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| Home | Reading Room Tom Swift And His Sky Racer

Tom Swift And His Sky Racer
or The Quickest Flight on Record
by Victor Appleton

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Chapter Eighteen

The Broken Bridge

Dr. Kurtz looked as grave as did Dr. Gladby when he had

made an examination of the patient. Mr. Swift was still in a

semi-conscious condition, hardly breathing as he rested on

the bed where they had placed him after the fire.

"Vell," said the German physician, after a long silence,

"vot is your obinion, my dear Gladby?"

"I think an operation is necessary."

"Yes, dot is so; but you know vot kind of an operation

alone vill safe him; eh, my dear Gladby?"

Dr. Gladby nodded.

"It will be a rare and delicate one," he said. "There is

but one surgeon I know of who can do it."

"You mean Herr Hendrix?" asked Dr. Kurtz.

"Yes, Dr. Edward Hendrix, of Kirkville. If he can be

induced to come I think there is a chance of saving Mr.

Swift's life. I'll speak to Tom about it."

The two physicians, who had been consulting together,

summoned the youth from another room, where, with Mrs.

Baggert and Mr. Jackson he had been anxiously awaiting the


"What is it?" the young inventor asked Dr. Gladby.

The medical man told him to what conclusion he and his

colleague had arrived, adding:

"We advise that Dr. Hendrix be sent for at once. But I

need hardly tell you, Tom, that he is a noted specialist,

and his services are in great demand. He is hard to get."

"I'll pay him any sum he asks!" burst out the youth. "I'll

spend all my fortune--and I have made considerable money of

late--I'll spend every cent to get my father well! Money

need not stand in the way, Dr. Gladby."

"I knew that, Tom. Still Dr. Hendrix is a

very busy man, and it is hard to induce him to

come a long distance. It is over a hundred miles

to Kirkville, and it is an out-of-the-way place.

I never could understand why Dr. Hendrix

settled there. But there he is, and if we want him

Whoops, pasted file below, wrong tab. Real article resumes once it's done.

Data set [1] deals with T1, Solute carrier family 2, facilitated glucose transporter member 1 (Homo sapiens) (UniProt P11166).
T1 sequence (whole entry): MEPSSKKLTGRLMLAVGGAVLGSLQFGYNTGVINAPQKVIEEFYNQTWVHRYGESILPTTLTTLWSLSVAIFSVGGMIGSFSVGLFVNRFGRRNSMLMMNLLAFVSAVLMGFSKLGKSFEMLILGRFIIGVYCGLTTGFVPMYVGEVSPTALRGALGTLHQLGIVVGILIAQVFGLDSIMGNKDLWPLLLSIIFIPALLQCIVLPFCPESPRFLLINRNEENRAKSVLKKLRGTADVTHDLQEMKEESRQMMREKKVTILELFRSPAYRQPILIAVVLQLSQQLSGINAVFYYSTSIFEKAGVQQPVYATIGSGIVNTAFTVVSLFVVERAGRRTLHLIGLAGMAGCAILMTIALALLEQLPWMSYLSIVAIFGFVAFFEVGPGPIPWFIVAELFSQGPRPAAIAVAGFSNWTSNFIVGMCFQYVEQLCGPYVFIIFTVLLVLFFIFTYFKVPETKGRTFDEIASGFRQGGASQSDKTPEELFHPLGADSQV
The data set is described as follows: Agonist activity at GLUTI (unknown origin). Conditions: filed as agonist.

he will have to come from there. The worst of

it is that there are few trains, and only a single

railroad line from there to Shopton."

"Then I'll telegraph," decided Tom. "I'll offer him his

own price, and ask him to rush here as soon as he can."

"You had better let Dr. Kurtz and me attend to that part

of it," suggested the physician. "Dr. Hendrix would hardly

come on the request of some one whom he did not know. I'll

prepare a telegram, briefly explaining the case. It is the

sort of an operation Dr. Hendrix is much interested in, and

I think he will come on that account, if for no other

reason. I'll write out the message, and you can have

Eradicate take it to the telegraph office."

"I'll take it myself!" exclaimed Tom, as he got ready to

go out into the night with the urgent request. "Is there any

immediate danger for my father?" he asked.

"No; not any immediate danger," replied Dr. Gladby. "But

the operation is imperative if he is to live. It is his one

and only chance."

Tom thought only of his father as he hurried on through

the night. Even the prospect of the great race, so soon to

take place, had no part in his mind.

"I'll not race until I'm sure dad is going to get better,"

he decided. With the message to the noted specialist Tom

also sent one to Mr. Damon, telling him the news, and asking

him to come to Shopton. Tom felt that the presence of the

odd gentleman would help him, and Mr. Damon, who first

intended to stay on at the Swift home until he and Tom

departed for Eagle Park, had gone back to his own residence

to attend to some business Tom knew he would come in the

morning, and Mr. Damon did arrive on the first train.

"Bless my soul!" he exclaimed with ready sympathy, as he

extended his hand to Tom. "What's all this?" The young

inventor told him, beginning with the fire that had been the

cause of the excitement which produced the change in Mr.


"But I have great hopes that the specialist will be able

to cure him," said Tom, for, with the coming of daylight,

his courage had returned to him. "Dr. Gladby and Dr. Kurtz

depend a great deal on Dr. Hendrix," he said.

"Yes, he certainly is a wonderful man. I have heard a

great deal about him. I have no doubt but what he will cure

your father. But about the fire? How did it start?"

"I don't know, but now that I have a few hours to spare

before the doctor can get here, I'm going to make an


"Bless my penwiper, but I'll help you."

Tom went into the house, to inquire of Mrs. Baggert, for

probably the tenth time that morning, how his father was

doing. Mr. Swift was still in a semi-conscious condition,

but he recognized Tom, when the youth stood at his bedside.

"Don't worry about me, son," said the brave old inventor,

as he took Tom's hand. "I'll be all right. Go ahead and get

ready for the race. I want you to win!"

Tears came into Tom's eyes. Would his father be well

enough to allow him to take part in the big event? He feared


By daylight it was seen that quite a hole had been burned